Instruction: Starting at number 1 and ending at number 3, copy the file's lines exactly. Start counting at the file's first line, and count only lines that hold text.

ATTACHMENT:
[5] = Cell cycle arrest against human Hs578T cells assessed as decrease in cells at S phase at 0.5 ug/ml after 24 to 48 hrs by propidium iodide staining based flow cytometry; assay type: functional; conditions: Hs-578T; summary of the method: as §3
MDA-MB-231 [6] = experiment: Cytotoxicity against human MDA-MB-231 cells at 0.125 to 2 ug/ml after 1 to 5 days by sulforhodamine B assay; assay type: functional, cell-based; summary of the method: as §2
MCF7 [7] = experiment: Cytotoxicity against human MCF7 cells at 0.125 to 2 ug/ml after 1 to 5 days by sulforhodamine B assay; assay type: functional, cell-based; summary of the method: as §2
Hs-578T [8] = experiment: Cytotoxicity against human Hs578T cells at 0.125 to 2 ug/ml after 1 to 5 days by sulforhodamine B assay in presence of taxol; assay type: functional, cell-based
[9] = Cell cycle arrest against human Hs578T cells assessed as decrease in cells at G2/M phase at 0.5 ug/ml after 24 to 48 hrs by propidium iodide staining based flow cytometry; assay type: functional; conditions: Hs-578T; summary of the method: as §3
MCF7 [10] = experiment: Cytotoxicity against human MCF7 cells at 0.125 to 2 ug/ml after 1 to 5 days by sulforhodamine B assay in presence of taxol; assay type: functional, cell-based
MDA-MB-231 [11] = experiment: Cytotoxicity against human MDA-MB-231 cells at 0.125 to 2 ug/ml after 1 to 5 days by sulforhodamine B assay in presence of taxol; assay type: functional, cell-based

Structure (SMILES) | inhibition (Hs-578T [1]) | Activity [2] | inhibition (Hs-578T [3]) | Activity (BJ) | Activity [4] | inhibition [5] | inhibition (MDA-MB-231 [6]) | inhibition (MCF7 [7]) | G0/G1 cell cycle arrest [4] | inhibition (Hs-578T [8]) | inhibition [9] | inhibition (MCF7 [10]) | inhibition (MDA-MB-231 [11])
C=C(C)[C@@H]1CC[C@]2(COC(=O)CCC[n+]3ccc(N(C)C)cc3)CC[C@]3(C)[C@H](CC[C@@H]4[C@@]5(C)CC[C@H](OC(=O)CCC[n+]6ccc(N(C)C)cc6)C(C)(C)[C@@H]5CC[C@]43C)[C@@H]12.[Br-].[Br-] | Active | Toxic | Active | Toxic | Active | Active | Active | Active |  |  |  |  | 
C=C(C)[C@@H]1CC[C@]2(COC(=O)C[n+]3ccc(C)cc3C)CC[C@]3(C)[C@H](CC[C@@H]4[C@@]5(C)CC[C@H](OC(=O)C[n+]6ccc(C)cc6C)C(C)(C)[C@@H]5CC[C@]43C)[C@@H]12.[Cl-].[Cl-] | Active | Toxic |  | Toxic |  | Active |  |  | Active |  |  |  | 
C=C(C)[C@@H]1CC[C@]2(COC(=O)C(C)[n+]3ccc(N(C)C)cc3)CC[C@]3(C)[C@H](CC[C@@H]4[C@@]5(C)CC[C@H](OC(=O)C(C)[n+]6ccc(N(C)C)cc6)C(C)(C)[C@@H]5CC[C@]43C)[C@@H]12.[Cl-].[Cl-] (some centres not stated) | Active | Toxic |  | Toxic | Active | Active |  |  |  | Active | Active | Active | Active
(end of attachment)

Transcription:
[5] = Cell cycle arrest against human Hs578T cells assessed as decrease in cells at S phase at 0.5 ug/ml after 24 to 48 hrs by propidium iodide staining based flow cytometry; assay type: functional; conditions: Hs-578T; summary of the method: as §3
MDA-MB-231 [6] = experiment: Cytotoxicity against human MDA-MB-231 cells at 0.125 to 2 ug/ml after 1 to 5 days by sulforhodamine B assay; assay type: functional, cell-based; summary of the method: as §2
MCF7 [7] = experiment: Cytotoxicity against human MCF7 cells at 0.125 to 2 ug/ml after 1 to 5 days by sulforhodamine B assay; assay type: functional, cell-based; summary of the method: as §2